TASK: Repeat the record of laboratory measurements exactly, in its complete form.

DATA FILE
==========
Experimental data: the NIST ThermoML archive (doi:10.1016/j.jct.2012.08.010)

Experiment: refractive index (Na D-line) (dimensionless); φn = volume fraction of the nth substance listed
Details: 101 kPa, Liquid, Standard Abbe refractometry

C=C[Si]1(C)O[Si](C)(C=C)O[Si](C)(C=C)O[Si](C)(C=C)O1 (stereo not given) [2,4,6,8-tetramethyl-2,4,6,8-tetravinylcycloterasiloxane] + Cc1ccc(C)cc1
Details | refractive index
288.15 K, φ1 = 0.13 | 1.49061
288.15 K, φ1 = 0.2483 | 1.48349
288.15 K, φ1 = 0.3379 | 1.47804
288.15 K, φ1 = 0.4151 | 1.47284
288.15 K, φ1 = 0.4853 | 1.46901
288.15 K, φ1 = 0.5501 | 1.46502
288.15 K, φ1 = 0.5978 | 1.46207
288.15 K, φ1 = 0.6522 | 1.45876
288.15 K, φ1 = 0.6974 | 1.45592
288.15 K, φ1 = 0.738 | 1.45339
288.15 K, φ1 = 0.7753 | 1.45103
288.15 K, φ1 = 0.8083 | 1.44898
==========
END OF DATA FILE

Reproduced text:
Experimental data: the NIST ThermoML archive (doi:10.1016/j.jct.2012.08.010)

Experiment: refractive index (Na D-line) (dimensionless); φn = volume fraction of the nth substance listed
Details: 101 kPa, Liquid, Standard Abbe refractometry

C=C[Si]1(C)O[Si](C)(C=C)O[Si](C)(C=C)O[Si](C)(C=C)O1 (stereo not given) [2,4,6,8-tetramethyl-2,4,6,8-tetravinylcycloterasiloxane] + Cc1ccc(C)cc1
Details | refractive index
288.15 K, φ1 = 0.13 | 1.49061
288.15 K, φ1 = 0.2483 | 1.48349
288.15 K, φ1 = 0.3379 | 1.47804
288.15 K, φ1 = 0.4151 | 1.47284
288.15 K, φ1 = 0.4853 | 1.46901
288.15 K, φ1 = 0.5501 | 1.46502
288.15 K, φ1 = 0.5978 | 1.46207
288.15 K, φ1 = 0.6522 | 1.45876
288.15 K, φ1 = 0.6974 | 1.45592
288.15 K, φ1 = 0.738 | 1.45339
288.15 K, φ1 = 0.7753 | 1.45103
288.15 K, φ1 = 0.8083 | 1.44898